The variety of procedures that can be performed using minimally invasive thoracic surgical approaches is expanding. Surgeons began using video-assisted thoracoscopic surgery (VATS) to perform lobectomies in the 1990s. An ever-increasing body of literature supports the assertion that VATS lobectomy provides clear ‘quality-of-life’ advantages over open lobectomy for early stage NSCLC patients (3–6). These benefits include less pain, reduced peri-operative complications, improved cosmesis, independent home discharge, and earlier return to pre-hospitalization activities. The major questions about VATS lobectomy have been centered on the oncologic validity and procedural safety of performing major lung cancer resections using minimally invasive techniques. Ideally, a large, multi-institutional, randomized study in both academic and community settings would control for potential confounding variables such as patient selection and answer these questions. However, neither surgeons nor patients would support such a study at this time, given what is currently known about these procedures. The single institution case series, national database studies, and meta-analyses that have addressed these safety and oncologic quality issues have increasingly demonstrated the equivalence or superiority of VATS lobectomy over open lobectomy for peripheral, small to moderate sized lung lesions (4, 16–19). This study was done to add an additional multi-institutional perspective to the literature.
Despite the reported benefits of VATS lobectomy, and extensive efforts to provide training to practicing surgeons on VATS lobectomy techniques, the national adoption rate has been low. Only 32% of lobectomies included in the Society of Thoracic Surgeons (STS) national database in 2006 were performed thoracoscopically (20). The Nationwide Inpatient Sample (NIS) database had only 15% of lobectomies performed by VATS in 2007–2008 (6). The difference in the proportion of VATS cases reported in the STS versus NIS databases likely arises from the fact that the former is a voluntary database that represents a predominance of academic centers while the latter is a non-voluntary database representing a broader spectrum of practice settings. The low VATS lobectomy adoption rate is probably due to the lack of familiarity or confidence with the VATS lobectomy technique amongst thoracic surgeons who did not receive this training during their residency. A transition from open to VATS lobectomy requires concerted effort, time and financial expense. As evidence mounts favoring VATS over lobectomy via thoracotomy, more surgeons may invest the time and effort to learn the procedure and incorporate it into their practices. Thoracic surgeons have traditionally emphasized high-quality patient care. Thus, we have an individual and collective obligation to incorporate evidence-based improvements in surgical techniques into our practices. We believe that this study adds to the mounting evidence that VATS lobectomy should become the most common surgical approach to the management of early stage NSCLC in the United States and wherever the resources are available to offer this specialized technique to patients. The lack of randomization in our study lends itself to patient selection bias. This was indeed illustrated in the imbalance in patient characteristics in the unmatched groups in Table 1. A 1:1 propensity-score based matching algorithm was used in an attempt to offset this inherent selection bias. This study was also conducted as an ancillary analysis of a lung cancer tissue banking study. Thus, the data was not originally collected for the purpose of this type of comparison and supplemental information was obtained from the study sites to meet our endpoints. This resulted in missing information in a sizeable number of patients. For instance, lymph nodes sampling forms were submitted on only 273 of 350 patients −117(69%) Open & 156(89%) VATS. This information was collected retrospectively so the lymph node sampling data is incomplete. More patients may have undergone systematic lymph node sampling or dissection, but we used only the cases for which documentation was available for table 3. Greater attention to lymph node dissection or sampling in general still seems to be necessary. Pulmonary function test results were not available for the patients. The voluntary nature of the enrolment of patients in the tissue banking study also resulted in a partial representation of the cases from each institution. The different surgical preferences and post-operative clinical algorithms employed in the various institutions could also have impacted our results. A small number of institutions contributed a large number of patients and this could serve as a source of bias in the results. About half of the cases were performed in institutions with a strong preference for VATS or open lobectomies. This is a reflection of the training and experience of the specific surgeons involved in this study and is consistent with the determinants of what approach is selected for patients in clinical practice.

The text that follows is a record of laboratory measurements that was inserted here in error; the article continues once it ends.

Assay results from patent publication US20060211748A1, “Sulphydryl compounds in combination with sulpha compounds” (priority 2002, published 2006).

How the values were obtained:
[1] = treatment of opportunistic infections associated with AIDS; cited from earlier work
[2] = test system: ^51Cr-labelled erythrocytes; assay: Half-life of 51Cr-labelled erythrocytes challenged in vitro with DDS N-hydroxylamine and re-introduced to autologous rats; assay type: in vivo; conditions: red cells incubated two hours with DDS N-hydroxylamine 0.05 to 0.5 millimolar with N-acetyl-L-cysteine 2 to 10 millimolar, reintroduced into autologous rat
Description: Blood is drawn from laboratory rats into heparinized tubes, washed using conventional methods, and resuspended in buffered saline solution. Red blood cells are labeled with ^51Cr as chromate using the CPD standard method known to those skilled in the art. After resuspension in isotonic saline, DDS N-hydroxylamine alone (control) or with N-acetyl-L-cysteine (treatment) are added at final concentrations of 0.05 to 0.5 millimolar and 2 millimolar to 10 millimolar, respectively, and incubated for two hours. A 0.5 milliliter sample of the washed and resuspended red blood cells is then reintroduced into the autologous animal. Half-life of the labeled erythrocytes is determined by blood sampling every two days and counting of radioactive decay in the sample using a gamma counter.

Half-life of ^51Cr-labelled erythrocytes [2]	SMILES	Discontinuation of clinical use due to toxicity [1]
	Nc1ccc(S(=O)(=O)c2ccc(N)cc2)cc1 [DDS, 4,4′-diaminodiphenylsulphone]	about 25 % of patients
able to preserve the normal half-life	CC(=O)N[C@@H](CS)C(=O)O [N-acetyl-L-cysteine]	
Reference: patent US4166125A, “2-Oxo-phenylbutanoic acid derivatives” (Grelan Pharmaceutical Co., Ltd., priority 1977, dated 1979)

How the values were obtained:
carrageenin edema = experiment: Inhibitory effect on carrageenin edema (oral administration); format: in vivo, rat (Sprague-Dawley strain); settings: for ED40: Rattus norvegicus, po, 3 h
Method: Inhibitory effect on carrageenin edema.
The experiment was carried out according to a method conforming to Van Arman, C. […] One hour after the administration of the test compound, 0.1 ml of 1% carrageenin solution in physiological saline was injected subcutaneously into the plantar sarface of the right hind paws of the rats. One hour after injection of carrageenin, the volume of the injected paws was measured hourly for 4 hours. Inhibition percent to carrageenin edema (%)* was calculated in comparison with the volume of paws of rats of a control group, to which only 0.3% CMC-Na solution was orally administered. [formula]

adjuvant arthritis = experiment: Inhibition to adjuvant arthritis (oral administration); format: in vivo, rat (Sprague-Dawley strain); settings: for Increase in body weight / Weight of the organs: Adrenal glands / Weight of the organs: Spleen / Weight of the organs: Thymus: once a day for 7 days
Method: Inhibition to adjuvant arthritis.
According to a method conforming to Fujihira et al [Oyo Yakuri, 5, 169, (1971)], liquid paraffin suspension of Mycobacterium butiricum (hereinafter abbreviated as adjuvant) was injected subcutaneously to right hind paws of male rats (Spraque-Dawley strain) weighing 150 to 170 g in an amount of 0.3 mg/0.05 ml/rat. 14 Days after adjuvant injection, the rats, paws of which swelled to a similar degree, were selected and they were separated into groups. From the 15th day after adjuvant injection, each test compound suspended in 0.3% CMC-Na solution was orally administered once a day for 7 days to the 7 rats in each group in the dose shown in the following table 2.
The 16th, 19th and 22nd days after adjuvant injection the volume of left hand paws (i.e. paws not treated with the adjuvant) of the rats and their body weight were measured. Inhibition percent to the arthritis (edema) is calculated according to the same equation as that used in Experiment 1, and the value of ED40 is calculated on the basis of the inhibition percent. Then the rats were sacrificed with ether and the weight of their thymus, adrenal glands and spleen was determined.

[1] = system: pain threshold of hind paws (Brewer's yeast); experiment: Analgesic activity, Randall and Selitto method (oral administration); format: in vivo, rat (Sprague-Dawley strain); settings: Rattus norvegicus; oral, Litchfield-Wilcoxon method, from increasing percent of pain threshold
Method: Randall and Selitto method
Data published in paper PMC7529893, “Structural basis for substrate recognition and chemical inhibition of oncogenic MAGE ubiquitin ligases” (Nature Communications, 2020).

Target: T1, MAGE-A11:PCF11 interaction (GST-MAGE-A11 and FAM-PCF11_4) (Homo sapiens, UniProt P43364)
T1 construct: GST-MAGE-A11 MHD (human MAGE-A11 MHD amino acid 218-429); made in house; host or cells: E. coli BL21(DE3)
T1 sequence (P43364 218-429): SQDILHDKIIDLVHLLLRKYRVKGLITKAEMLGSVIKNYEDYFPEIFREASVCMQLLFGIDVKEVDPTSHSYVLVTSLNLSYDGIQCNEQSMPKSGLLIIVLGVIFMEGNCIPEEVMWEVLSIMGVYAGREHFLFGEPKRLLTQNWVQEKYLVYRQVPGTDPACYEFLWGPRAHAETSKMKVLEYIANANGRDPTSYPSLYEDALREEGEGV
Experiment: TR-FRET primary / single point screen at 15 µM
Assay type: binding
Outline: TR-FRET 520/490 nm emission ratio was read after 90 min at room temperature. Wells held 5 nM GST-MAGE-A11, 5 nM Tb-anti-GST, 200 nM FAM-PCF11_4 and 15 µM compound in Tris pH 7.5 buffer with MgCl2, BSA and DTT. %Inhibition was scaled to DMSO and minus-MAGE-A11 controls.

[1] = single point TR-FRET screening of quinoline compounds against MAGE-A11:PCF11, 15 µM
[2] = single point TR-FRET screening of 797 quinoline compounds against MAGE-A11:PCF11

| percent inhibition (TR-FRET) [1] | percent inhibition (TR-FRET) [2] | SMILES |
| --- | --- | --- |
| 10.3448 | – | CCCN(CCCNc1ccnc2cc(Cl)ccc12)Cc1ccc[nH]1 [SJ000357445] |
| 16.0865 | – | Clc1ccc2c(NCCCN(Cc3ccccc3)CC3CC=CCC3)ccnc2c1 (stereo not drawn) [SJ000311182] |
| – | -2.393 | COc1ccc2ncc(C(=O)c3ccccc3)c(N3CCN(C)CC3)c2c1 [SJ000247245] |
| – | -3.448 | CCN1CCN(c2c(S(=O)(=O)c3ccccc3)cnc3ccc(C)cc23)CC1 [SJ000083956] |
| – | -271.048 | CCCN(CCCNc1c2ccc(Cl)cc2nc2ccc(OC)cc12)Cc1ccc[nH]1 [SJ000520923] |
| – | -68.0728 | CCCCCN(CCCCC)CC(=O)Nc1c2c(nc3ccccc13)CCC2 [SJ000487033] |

In conclusion, this multi-institutional study supports the assertion that thoracoscopic lobectomy results in shorter length of hospital stay, fewer peri-operative complications and greater likelihood of independent home discharge compared to open lobectomy for early stage NSCLC. Disease-free and overall survival was comparable between the VATS and open lobectomy groups.
The research for CALGB 31001 and 140202 (Alliance) was supported, in part, by grants from the National Cancer Institute (CA31946) to the Alliance for Clinical Trials in Oncology (Monica M. Bertagnolli, M.D., Chair) and to the Alliance Statistics and Data Center (Daniel J. Sargent, Ph.D., CA33601). The content of this manuscript is solely the responsibility of the authors and does not necessarily represent the official views of the National Cancer Institute.
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Presented at the 50th Annual Meeting of the Society of Thoracic Surgeons, Orlando, FL, January 25–29, 2014